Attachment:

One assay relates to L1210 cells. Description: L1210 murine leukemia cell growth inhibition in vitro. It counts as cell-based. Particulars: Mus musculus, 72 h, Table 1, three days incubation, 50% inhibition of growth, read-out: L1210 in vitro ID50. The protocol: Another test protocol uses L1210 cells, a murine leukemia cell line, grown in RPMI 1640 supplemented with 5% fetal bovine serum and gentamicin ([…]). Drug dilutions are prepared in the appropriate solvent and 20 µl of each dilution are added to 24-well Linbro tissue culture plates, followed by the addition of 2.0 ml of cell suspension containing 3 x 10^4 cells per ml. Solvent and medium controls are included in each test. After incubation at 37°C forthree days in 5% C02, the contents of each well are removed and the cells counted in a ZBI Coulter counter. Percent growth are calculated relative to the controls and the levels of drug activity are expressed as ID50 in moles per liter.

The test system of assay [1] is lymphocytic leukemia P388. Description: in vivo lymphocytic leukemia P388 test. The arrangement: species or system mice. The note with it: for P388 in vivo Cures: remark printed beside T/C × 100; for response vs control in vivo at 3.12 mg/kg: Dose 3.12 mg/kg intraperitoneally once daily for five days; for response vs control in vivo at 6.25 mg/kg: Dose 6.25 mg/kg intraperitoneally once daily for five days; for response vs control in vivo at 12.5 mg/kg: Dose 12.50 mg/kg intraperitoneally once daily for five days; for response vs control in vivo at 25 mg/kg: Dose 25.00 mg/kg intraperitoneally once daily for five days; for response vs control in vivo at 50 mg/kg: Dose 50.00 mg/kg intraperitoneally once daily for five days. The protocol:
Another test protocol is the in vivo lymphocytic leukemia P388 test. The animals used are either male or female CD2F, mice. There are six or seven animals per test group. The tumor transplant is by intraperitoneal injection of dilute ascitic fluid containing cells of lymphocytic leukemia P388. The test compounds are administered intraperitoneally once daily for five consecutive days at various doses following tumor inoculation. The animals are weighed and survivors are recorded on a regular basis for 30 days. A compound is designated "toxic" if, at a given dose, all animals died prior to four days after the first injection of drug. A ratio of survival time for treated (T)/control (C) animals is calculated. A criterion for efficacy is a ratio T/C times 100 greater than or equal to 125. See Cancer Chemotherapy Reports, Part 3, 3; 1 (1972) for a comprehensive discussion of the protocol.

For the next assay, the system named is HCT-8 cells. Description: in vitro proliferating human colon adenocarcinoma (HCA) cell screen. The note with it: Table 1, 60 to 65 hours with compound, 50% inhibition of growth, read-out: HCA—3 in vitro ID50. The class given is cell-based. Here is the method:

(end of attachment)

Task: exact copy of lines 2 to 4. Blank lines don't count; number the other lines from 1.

The test system of assay [1] is lymphocytic leukemia P388. Description: in vivo lymphocytic leukemia P388 test. The arrangement: species or system mice. The note with it: for P388 in vivo Cures: remark printed beside T/C × 100; for response vs control in vivo at 3.12 mg/kg: Dose 3.12 mg/kg intraperitoneally once daily for five days; for response vs control in vivo at 6.25 mg/kg: Dose 6.25 mg/kg intraperitoneally once daily for five days; for response vs control in vivo at 12.5 mg/kg: Dose 12.50 mg/kg intraperitoneally once daily for five days; for response vs control in vivo at 25 mg/kg: Dose 25.00 mg/kg intraperitoneally once daily for five days; for response vs control in vivo at 50 mg/kg: Dose 50.00 mg/kg intraperitoneally once daily for five days. The protocol:
Another test protocol is the in vivo lymphocytic leukemia P388 test. The animals used are either male or female CD2F, mice. There are six or seven animals per test group. The tumor transplant is by intraperitoneal injection of dilute ascitic fluid containing cells of lymphocytic leukemia P388. The test compounds are administered intraperitoneally once daily for five consecutive days at various doses following tumor inoculation. The animals are weighed and survivors are recorded on a regular basis for 30 days. A compound is designated "toxic" if, at a given dose, all animals died prior to four days after the first injection of drug. A ratio of survival time for treated (T)/control (C) animals is calculated. A criterion for efficacy is a ratio T/C times 100 greater than or equal to 125. See Cancer Chemotherapy Reports, Part 3, 3; 1 (1972) for a comprehensive discussion of the protocol.

For the next assay, the system named is HCT-8 cells. Description: in vitro proliferating human colon adenocarcinoma (HCA) cell screen. The note with it: Table 1, 60 to 65 hours with compound, 50% inhibition of growth, read-out: HCA—3 in vitro ID50. The class given is cell-based. Here is the method: